Those who say, and those who do

A group of young people has answered the challenge to live in a more sustainable manner by securing University support for a community food growing and marketing centre, The Source Wholefoods. [13 January 2009 | Peter Boyer]

After years in the wilderness (literally), sustainability has suddenly become all the rage. Over the airwaves, down the internet lines, on billboards, in magazines – everywhere – people, corporations and governments want to be seen to be green.

Volunteers putting treated straw bales in place before applying render to the Sustainability Centre, University of Tasmania  PHOTO JENNY CALDER

Volunteers putting treated straw bales in place before applying render to the Sustainability Centre, University of Tasmania PHOTO JENNY CALDER

Everyone – well, nearly everyone – seems now to accept that it’s good to use less electricity and to drive a car as little as possible. Growing numbers of people know it’s good for the planet to insulate their homes, to buy only the things we really need and to eat more local food.

This is good news, but it appears something is getting lost in translation. Our minds don’t seem to be able to pass on to our “doing” bits – our hands, our legs, our bodies – that thinking about a problem is only the first step to solving it.

Among those who have gone out and walked the talk are some of the people who’ve always done so – the farmers who get their hands dirty so that we can have food on the table. A few farmers have come to appreciate the unsustainability of our food production and distribution systems.

Despite cost pressures, and often against all the advice of peers and officialdom, they’ve begun to shift their farms toward more diverse, more natural systems that avoid artificial chemicals. We must look after these people, because they will play a big part in a sustainable future.

In urban areas, community vegetable gardening groups are springing up in the suburbs, but a group of young people based at the University of Tasmania’s main campus has set out to take this basic idea a few steps further, with financial help from the State government and the university.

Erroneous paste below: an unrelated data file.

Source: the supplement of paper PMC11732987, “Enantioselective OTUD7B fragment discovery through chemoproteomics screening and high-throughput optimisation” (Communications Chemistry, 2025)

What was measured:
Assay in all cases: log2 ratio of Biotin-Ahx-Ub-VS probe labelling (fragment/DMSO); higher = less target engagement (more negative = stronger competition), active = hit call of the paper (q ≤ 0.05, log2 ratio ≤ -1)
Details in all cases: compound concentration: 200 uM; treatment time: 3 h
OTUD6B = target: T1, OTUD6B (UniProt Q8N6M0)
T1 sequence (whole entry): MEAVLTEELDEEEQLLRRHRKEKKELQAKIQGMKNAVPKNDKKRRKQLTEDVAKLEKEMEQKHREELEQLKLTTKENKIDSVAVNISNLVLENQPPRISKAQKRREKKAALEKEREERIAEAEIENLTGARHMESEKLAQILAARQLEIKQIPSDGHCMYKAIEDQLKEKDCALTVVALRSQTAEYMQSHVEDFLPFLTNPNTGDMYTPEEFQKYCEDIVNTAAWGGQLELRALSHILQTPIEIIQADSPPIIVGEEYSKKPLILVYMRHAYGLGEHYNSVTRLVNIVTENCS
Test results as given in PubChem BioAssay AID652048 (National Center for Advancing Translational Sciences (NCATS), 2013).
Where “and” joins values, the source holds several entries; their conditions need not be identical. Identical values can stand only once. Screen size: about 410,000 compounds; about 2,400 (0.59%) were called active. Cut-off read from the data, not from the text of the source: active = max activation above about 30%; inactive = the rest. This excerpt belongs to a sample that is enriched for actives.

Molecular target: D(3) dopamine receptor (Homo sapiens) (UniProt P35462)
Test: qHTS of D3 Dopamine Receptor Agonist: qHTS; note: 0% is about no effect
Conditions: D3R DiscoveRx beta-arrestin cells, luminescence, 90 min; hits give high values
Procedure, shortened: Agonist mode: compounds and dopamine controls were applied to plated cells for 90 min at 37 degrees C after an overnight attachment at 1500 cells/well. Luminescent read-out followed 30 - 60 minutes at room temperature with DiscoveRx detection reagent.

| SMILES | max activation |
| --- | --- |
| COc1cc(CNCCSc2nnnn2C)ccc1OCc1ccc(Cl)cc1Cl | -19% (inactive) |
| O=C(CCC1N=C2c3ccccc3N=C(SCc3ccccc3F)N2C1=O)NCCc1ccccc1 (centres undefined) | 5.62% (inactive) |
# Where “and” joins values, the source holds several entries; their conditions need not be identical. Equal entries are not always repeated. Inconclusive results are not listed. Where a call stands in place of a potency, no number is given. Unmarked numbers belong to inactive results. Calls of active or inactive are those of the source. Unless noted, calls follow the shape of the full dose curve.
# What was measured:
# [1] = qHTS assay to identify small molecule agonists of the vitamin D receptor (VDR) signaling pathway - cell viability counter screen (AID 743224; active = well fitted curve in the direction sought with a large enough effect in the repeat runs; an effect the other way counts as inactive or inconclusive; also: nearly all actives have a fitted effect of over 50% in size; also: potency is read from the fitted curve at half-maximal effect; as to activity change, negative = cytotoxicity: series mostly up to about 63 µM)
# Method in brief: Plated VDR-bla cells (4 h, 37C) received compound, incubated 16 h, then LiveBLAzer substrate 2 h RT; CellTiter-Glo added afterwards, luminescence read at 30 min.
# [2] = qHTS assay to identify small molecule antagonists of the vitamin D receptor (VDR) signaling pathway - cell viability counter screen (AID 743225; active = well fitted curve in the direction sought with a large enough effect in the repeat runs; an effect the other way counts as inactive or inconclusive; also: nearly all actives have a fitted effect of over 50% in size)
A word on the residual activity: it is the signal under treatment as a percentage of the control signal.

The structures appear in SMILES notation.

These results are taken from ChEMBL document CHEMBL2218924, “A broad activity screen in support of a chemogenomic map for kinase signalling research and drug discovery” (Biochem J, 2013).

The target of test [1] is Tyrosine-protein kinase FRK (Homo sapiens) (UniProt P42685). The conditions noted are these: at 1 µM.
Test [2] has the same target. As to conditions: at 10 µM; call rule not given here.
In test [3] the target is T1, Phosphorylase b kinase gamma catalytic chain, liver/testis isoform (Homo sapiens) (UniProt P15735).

“The Source” seeks not only to grow food, but to change the way its university and wider communities think about the way we live – and in the process to celebrate the good things of life. On a disused piece of university land running down to Proctors Creek, the group is creating a demonstration and teaching site for sustainability.

Guided by landscaper and gardener Hannah Moloney, vegetable plots and fruit trees will be planted during this year. To provide a social focus for groups building and using the facility, students have already built a wood-fired oven, and this summer a team is building pathways and outdoor seats.

The Source is situated next door to the Tasmania University Union with its student eateries, so it has access to a lot of food waste that until recently has just added to our greenhouse gas problem by going to landfill.

Now, thanks to the forethought of Source co-founder Jenny Calder and the TUU Environment Collective, it’s going to help grow new food, via a new purpose-built green waste facility installed by local composting guru David Stephen.

If there’s a hub for this multi-faceted organisation, it’s the Sustainability Centre, a newly-constructed building made with timber, mud and straw bales which will house the Source Community Wholefoods store and provide a venue for teaching sustainable living.

The centre was built with support from the Tasmanian Community Fund grants scheme last year, using voluntary labour. It’s now having its final coats of render applied and will be ready for use early in the new academic year.

The Source is one shining example among many of the potential in our communities to get our lives, and especially our food production, back on to a sustainable footing. Let’s hope that with increasing community and government support, such lights will continue to shine, ever brighter.

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